The future of lightning detection is finally here! The GOES-R satellite was launched in November 2016 and became GOES-16 bringing with it a new generation of satellite technology for our nation.  One of its many instruments that will revolutionize forecast and real-time storm monitoring operations is the Geostationary Lightning Mapper (GLM). The GLM will provide satellite-based lightning detection across the United States! We will be able to see lightning information simultaneous across the country!

The first images from the GOES-16 GLM were released on Monday, March 6, 2017. The animation below shows severe thunderstorms in East Texas on February 14, 2017. I honestly could watch this loop all day long!


Lightning observed by the GOES-16 Geostationary Lightning Mapper (GLM) illuminates the storms developing over southeast Texas on the morning of February 14, 2017, in this animation of GLM lightning events overlaid on Advanced Baseline Imager (ABI) cloud imagery. Frequent lightning is occurring with the convective cells embedded in this severe weather system. The green cross indicates the location of Houston, and green dotted lines indicate the Texas coastline. This animation, rendered at 25 frames per second, simulates what your eye might see from above the clouds. GLM perceives the scene at 500 frames per second, and can distinguish the location, intensity and horizontal propagation of individual strokes within each lightning flash. Monitoring the flash rate from convective cells and their extent can help forecasters improve tornado and severe weather forecasts and warnings and their impending threat to the public. At the time of this animation, the storm cell in the center of the frame was reported by the NWS to have spawned one of a number of tornadoes and damaging winds spawned by the storm complex. -NOAA/NASA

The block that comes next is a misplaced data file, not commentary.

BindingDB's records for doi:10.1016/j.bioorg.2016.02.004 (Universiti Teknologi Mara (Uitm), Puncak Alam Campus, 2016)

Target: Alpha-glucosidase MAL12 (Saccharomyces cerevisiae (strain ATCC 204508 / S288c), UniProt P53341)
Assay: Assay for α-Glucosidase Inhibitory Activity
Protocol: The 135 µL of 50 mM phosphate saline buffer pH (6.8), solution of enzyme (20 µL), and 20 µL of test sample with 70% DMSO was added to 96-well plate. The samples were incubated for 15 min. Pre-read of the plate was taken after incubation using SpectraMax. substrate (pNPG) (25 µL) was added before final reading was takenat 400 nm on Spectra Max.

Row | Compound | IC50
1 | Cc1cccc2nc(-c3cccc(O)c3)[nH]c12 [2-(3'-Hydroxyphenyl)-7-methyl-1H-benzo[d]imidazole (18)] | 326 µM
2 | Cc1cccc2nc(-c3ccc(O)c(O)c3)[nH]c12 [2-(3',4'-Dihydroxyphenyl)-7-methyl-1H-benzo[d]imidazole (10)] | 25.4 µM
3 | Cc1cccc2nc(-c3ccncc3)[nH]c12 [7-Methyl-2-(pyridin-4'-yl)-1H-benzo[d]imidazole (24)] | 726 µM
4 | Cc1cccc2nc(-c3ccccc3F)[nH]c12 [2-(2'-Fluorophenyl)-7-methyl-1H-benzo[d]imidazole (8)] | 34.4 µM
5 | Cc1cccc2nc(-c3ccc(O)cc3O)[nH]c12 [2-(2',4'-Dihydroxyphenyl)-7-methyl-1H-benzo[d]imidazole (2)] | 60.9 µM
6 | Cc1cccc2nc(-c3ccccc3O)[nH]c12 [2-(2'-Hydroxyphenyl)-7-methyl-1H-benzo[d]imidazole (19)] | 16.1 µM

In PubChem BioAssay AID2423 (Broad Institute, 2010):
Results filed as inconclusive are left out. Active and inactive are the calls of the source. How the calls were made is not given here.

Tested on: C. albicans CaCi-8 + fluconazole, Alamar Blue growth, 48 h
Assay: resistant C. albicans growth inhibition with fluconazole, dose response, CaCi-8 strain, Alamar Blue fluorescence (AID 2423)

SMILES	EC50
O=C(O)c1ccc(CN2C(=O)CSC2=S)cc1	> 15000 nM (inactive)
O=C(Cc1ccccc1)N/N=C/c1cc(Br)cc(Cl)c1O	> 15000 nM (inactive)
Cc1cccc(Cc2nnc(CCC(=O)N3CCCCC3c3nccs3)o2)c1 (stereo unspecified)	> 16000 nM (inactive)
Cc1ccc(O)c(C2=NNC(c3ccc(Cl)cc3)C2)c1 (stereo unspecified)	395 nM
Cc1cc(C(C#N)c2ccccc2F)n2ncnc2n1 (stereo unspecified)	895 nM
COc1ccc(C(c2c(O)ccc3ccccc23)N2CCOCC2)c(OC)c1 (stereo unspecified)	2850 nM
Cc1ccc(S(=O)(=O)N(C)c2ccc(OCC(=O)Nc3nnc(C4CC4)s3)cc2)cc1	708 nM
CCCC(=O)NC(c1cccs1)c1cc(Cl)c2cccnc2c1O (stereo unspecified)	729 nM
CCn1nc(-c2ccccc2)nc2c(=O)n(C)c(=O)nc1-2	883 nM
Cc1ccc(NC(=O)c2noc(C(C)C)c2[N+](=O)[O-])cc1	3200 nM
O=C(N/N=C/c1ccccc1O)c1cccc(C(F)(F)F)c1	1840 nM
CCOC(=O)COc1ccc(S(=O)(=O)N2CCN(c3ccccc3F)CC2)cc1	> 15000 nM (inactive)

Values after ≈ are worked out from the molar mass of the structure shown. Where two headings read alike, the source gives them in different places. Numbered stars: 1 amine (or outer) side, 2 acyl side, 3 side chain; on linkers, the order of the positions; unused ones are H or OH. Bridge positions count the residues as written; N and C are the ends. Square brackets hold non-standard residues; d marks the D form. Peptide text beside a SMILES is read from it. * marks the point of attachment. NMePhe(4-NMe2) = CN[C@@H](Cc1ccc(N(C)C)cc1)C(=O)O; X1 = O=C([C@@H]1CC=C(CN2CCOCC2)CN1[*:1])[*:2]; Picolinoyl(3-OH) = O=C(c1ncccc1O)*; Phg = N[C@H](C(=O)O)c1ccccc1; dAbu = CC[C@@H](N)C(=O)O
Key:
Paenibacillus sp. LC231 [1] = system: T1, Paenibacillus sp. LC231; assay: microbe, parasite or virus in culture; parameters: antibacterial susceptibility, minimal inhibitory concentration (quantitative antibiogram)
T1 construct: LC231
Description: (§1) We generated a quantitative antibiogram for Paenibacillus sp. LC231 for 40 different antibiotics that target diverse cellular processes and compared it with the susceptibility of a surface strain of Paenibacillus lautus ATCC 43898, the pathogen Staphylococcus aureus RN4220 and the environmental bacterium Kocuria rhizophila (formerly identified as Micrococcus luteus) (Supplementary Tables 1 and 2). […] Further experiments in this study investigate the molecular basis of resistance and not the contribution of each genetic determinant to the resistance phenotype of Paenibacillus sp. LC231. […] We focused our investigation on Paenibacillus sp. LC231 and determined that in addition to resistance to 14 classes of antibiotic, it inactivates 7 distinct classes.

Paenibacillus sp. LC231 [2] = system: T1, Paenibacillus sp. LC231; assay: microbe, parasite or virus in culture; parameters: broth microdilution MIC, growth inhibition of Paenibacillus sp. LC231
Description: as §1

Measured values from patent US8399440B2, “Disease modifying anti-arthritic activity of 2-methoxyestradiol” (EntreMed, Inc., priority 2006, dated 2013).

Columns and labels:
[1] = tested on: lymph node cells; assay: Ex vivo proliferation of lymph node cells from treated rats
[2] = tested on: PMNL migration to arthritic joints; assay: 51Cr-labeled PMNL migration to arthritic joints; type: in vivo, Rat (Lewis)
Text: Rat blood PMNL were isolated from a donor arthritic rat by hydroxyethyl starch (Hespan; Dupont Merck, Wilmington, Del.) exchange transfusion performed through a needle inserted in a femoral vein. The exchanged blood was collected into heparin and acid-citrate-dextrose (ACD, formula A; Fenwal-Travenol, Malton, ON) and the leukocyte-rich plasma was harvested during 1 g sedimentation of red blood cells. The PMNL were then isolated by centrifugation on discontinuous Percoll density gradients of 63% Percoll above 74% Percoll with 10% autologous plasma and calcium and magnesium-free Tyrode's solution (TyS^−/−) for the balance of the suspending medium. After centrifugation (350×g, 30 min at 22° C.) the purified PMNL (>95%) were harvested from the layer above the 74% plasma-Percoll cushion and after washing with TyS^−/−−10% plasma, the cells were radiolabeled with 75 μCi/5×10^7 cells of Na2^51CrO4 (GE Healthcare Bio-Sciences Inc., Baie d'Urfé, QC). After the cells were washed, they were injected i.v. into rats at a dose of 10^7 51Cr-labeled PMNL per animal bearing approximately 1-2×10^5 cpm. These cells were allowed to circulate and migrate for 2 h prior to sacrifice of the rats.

I previously worked with the scientists that designed and developed GLM. These images are the realization of over 30 years of work! Some of my previous research is now being adapted and applied to GLM data in order to better track storms. Not only will meteorologists be able to see where lightning is occurring but we will also be able to determine the flash rate and intensity of the thunderstorms. This will allow for calculations of the Lightning Jump Algorithm, an algorithm I worked with while at the University. The Lightning Jump can aid forecasters in providing advanced warning of severe weather allowing for more advanced lead times to take necessary precautions for businesses and the public. 

Our WxIntegrations team is excited for future applications using GOES-16 data. The live data stream will be released later this year as the instrument is still in testing and check out phase to make sure everything is set for full-time operations. We look forward to leveraging the data to assist you in your operations and decision making.

For more information on the GLM, you can visit NOAA’s Satellite and Information Service.

Read our previous blog posts about GLM:
GOES-R Launch
WxIntegrations CTO Elise Schultz’s previous research on Storm Tracking using GOES-R Proxy Data


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